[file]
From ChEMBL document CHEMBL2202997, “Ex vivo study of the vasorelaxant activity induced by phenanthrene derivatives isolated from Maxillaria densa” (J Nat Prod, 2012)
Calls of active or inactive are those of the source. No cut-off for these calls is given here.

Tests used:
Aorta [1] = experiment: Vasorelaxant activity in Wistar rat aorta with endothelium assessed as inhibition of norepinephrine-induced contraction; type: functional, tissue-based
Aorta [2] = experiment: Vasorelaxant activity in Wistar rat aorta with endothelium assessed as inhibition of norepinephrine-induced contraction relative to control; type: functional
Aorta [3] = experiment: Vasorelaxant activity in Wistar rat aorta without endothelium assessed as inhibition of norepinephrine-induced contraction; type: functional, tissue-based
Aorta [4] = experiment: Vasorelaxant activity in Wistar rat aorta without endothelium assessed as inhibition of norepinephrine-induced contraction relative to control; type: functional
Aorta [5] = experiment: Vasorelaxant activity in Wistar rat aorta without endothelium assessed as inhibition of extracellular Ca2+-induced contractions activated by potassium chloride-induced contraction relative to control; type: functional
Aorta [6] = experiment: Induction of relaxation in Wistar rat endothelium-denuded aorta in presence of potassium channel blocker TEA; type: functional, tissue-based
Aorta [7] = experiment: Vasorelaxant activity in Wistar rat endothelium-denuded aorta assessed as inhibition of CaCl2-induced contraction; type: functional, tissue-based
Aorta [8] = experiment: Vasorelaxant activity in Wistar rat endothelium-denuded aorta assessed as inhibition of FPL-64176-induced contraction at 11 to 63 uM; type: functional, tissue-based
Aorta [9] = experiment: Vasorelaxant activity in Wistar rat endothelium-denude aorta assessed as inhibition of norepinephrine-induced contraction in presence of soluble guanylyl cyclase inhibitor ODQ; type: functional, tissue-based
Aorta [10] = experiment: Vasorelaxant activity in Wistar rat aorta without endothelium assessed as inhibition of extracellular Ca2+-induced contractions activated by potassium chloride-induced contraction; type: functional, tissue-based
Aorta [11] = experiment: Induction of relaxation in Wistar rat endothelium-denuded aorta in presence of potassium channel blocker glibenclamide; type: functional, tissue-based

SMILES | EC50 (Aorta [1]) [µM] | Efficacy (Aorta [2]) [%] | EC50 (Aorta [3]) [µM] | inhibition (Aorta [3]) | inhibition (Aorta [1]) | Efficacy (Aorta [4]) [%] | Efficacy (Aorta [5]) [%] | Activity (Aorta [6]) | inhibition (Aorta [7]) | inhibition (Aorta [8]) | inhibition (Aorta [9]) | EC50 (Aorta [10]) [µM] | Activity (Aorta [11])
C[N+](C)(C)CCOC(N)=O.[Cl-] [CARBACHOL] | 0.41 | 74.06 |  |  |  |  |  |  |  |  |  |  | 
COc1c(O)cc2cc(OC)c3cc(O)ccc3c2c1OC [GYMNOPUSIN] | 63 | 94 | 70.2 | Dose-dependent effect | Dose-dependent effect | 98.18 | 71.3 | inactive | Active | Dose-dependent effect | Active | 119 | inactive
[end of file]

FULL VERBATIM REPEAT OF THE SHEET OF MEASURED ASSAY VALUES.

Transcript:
From ChEMBL document CHEMBL2202997, “Ex vivo study of the vasorelaxant activity induced by phenanthrene derivatives isolated from Maxillaria densa” (J Nat Prod, 2012)
Calls of active or inactive are those of the source. No cut-off for these calls is given here.

Tests used:
Aorta [1] = experiment: Vasorelaxant activity in Wistar rat aorta with endothelium assessed as inhibition of norepinephrine-induced contraction; type: functional, tissue-based
Aorta [2] = experiment: Vasorelaxant activity in Wistar rat aorta with endothelium assessed as inhibition of norepinephrine-induced contraction relative to control; type: functional
Aorta [3] = experiment: Vasorelaxant activity in Wistar rat aorta without endothelium assessed as inhibition of norepinephrine-induced contraction; type: functional, tissue-based
Aorta [4] = experiment: Vasorelaxant activity in Wistar rat aorta without endothelium assessed as inhibition of norepinephrine-induced contraction relative to control; type: functional
Aorta [5] = experiment: Vasorelaxant activity in Wistar rat aorta without endothelium assessed as inhibition of extracellular Ca2+-induced contractions activated by potassium chloride-induced contraction relative to control; type: functional
Aorta [6] = experiment: Induction of relaxation in Wistar rat endothelium-denuded aorta in presence of potassium channel blocker TEA; type: functional, tissue-based
Aorta [7] = experiment: Vasorelaxant activity in Wistar rat endothelium-denuded aorta assessed as inhibition of CaCl2-induced contraction; type: functional, tissue-based
Aorta [8] = experiment: Vasorelaxant activity in Wistar rat endothelium-denuded aorta assessed as inhibition of FPL-64176-induced contraction at 11 to 63 uM; type: functional, tissue-based
Aorta [9] = experiment: Vasorelaxant activity in Wistar rat endothelium-denude aorta assessed as inhibition of norepinephrine-induced contraction in presence of soluble guanylyl cyclase inhibitor ODQ; type: functional, tissue-based
Aorta [10] = experiment: Vasorelaxant activity in Wistar rat aorta without endothelium assessed as inhibition of extracellular Ca2+-induced contractions activated by potassium chloride-induced contraction; type: functional, tissue-based
Aorta [11] = experiment: Induction of relaxation in Wistar rat endothelium-denuded aorta in presence of potassium channel blocker glibenclamide; type: functional, tissue-based

SMILES | EC50 (Aorta [1]) [µM] | Efficacy (Aorta [2]) [%] | EC50 (Aorta [3]) [µM] | inhibition (Aorta [3]) | inhibition (Aorta [1]) | Efficacy (Aorta [4]) [%] | Efficacy (Aorta [5]) [%] | Activity (Aorta [6]) | inhibition (Aorta [7]) | inhibition (Aorta [8]) | inhibition (Aorta [9]) | EC50 (Aorta [10]) [µM] | Activity (Aorta [11])
C[N+](C)(C)CCOC(N)=O.[Cl-] [CARBACHOL] | 0.41 | 74.06 |  |  |  |  |  |  |  |  |  |  | 
COc1c(O)cc2cc(OC)c3cc(O)ccc3c2c1OC [GYMNOPUSIN] | 63 | 94 | 70.2 | Dose-dependent effect | Dose-dependent effect | 98.18 | 71.3 | inactive | Active | Dose-dependent effect | Active | 119 | inactive